lec14

lec14 - CSE 8A: Lecture 14 2D arrays Arrays and the Java...

Info iconThis preview shows pages 1–7. Sign up to view the full content.

View Full Document Right Arrow Icon
Page 1 of 23 CSE 8A UCSD LEC 14 CSE 8A: Lecture 14 2D arrays Arrays and the Java type system Arrays and Vectors (Reading: Savitch, Ch. 6)
Background image of page 1

Info iconThis preview has intentionally blurred sections. Sign up to view the full version.

View Full DocumentRight Arrow Icon
Page 2 of 23 CSE 8A UCSD LEC 14 Midterm Exam #2 Midterm Exam #2 will be Thu Feb 28, during lecture time. Place: Lecture room Closed-book, closed-notes, no calculators. Bring picture ID! Coverage: Chapters 1-6, Lectures 1-14, Assignments P1-P6 A practice midterm is available online (PDF format) Lecture notes are available online Midterm review: Lecture Tues Feb 26
Background image of page 2
Page 3 of 23 CSE 8A UCSD LEC 14 Multidimensional arrays in Java An array is a sequence of variables, all of the same type these reference type pointers or primitive values are the elements of the array these elements can be of any type (primitive types, classes. .. even arrays!), but they have to be of the same type So, it is possible in Java to have an array whose elements are themselves pointers to arrays this is called an array of arrays, or a multidimensional array It is possible to have arrays of arrays of arrays, and arrays of arrays of arrays of arrays, etc., etc. we will concentrate on 2-dimensional arrays: arrays whose elements are arrays of primitive type values or of non-array class type pointers
Background image of page 3

Info iconThis preview has intentionally blurred sections. Sign up to view the full version.

View Full DocumentRight Arrow Icon
Page 4 of 23 CSE 8A UCSD LEC 14 Declaring 2-dimensional arrays in Java An 2-dimensional array is declared with a declaration statement of the form <typename> <identifier>[][]; or <typename>[][] <identifier>; or <typename>[] <identifier>[]; This declares <identifier> to be the name of an array whose elements are arrays that contain elements of type <typename> . All of these are legal, but the second form is probably clearest and most readable. .. Examples: int arr[][]; // declares arr to be an array of arrays of ints Button[][] button; // button is an array of arrays of Buttons boolean[] vals[]; // vals is an array of arrays of booleans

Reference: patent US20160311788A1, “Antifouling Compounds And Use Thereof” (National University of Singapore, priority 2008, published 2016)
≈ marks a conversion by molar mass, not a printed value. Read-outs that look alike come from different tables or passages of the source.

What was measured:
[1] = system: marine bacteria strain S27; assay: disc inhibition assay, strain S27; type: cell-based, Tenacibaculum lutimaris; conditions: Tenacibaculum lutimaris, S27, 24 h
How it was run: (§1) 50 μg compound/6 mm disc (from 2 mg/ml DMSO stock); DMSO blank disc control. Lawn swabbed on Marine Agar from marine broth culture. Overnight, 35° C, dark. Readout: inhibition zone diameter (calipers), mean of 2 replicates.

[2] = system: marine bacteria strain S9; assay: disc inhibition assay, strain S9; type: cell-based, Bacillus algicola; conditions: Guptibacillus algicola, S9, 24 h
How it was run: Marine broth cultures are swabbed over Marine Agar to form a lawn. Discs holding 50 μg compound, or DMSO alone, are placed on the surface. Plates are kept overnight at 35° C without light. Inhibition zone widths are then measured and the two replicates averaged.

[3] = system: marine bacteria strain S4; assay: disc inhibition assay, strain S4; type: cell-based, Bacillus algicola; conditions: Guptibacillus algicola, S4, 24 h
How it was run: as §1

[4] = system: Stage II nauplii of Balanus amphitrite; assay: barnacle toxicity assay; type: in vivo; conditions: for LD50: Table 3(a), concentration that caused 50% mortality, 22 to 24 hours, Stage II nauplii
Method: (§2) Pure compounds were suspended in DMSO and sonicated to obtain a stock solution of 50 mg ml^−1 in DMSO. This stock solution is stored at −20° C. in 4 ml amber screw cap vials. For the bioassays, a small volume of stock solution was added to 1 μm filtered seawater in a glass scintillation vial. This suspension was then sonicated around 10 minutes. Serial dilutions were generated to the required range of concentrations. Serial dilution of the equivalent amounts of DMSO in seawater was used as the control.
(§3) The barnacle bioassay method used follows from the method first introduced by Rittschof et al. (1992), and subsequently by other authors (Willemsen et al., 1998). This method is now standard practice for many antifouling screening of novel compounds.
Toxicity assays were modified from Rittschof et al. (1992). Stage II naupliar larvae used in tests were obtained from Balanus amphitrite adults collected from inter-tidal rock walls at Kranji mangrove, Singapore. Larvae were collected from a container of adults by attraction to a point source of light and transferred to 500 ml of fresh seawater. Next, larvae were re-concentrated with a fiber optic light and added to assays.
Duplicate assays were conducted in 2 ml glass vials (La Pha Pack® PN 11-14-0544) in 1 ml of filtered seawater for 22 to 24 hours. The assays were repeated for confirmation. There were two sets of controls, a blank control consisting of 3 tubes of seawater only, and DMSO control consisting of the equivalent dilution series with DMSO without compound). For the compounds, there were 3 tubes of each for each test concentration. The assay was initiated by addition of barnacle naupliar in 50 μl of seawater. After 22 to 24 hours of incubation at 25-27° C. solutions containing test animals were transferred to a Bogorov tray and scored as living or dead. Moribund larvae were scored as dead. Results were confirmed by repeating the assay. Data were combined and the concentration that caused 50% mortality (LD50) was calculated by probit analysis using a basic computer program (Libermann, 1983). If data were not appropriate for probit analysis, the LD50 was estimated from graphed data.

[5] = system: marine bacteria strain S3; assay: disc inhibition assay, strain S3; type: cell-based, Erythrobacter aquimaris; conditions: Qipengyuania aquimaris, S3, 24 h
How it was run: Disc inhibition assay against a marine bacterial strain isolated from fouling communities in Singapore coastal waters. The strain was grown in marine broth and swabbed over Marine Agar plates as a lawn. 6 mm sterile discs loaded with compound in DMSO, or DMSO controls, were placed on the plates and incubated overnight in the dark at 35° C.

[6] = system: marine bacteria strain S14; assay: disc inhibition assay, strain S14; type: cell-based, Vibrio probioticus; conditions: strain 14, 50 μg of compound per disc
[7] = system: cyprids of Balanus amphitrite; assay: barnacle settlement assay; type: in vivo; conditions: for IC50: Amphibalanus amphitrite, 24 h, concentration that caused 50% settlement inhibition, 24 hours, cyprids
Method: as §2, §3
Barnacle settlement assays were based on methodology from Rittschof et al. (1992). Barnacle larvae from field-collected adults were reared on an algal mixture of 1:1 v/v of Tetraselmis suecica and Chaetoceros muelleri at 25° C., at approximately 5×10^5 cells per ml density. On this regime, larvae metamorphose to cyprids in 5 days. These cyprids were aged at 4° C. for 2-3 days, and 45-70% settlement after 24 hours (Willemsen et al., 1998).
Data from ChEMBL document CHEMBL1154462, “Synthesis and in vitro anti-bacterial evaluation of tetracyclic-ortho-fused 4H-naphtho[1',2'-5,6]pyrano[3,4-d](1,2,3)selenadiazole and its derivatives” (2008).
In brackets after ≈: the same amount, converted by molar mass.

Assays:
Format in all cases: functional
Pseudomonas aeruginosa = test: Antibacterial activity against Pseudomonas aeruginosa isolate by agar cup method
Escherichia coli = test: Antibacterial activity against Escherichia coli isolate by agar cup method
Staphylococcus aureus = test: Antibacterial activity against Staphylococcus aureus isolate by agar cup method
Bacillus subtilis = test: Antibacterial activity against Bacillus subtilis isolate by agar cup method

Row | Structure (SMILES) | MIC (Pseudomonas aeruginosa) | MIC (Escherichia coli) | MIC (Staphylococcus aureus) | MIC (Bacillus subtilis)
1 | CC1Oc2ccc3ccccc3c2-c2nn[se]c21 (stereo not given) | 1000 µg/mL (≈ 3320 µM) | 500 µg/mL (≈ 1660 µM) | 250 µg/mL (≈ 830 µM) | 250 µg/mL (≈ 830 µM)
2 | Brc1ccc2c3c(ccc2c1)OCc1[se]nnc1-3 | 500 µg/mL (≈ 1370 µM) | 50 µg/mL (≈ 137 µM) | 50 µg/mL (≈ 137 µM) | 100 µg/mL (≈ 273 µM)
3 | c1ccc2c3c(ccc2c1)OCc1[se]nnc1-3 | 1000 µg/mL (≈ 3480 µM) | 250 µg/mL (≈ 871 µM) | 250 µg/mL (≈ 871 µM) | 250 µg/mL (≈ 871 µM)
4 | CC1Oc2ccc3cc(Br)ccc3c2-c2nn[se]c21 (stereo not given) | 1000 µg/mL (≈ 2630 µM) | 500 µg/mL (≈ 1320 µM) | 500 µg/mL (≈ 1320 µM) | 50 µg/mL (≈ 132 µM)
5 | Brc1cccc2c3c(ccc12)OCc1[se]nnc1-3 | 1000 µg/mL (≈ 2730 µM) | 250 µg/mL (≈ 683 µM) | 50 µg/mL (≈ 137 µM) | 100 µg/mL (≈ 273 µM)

Background image of page 4
Page 5 of 23 CSE 8A UCSD LEC 14 Creating 2-dimensional arrays in Java As with all objects in Java, a mere declaration statement never creates an array of arrays To create a 2-d array in Java, you use new , the type of elements in the array, and two bracketed integer expressions that specify the dimensions of the array: new <typename> [ <len1> ] [ <len 2> ] <len1> is the number of arrays; <len2> is the number of elements in each array The elements of the arrays are automatically initialized to default values: zero for numerical types; false for boolean; null for class types Examples: new int[25][4] // creates an array of 25 arrys of 4 ints each, // total 100 ints, all initially 0 new Button[10][10] // creates an array of 10 arrays of 10 Button // pointers each, total 100 pointers, all // null (this creates no Button objects!) new boolean[40][50] // creates an array of 40 arrays of 50 // booleans each, total 2000 booleans, // all initially false
Background image of page 5

Info iconThis preview has intentionally blurred sections. Sign up to view the full version.

View Full DocumentRight Arrow Icon
Page 6 of 23 CSE 8A UCSD LEC 14 Indexing 2-dimensional arrays You refer to an an element of a 2-d array by using the array name and two bracketed int indexing expressions
Background image of page 6
Image of page 7
This is the end of the preview. Sign up to access the rest of the document.

This note was uploaded on 06/12/2008 for the course CSE 8 taught by Professor Marx during the Fall '08 term at UCSD.

Page1 / 23

lec14 - CSE 8A: Lecture 14 2D arrays Arrays and the Java...

This preview shows document pages 1 - 7. Sign up to view the full document.

View Full Document Right Arrow Icon
Ask a homework question - tutors are online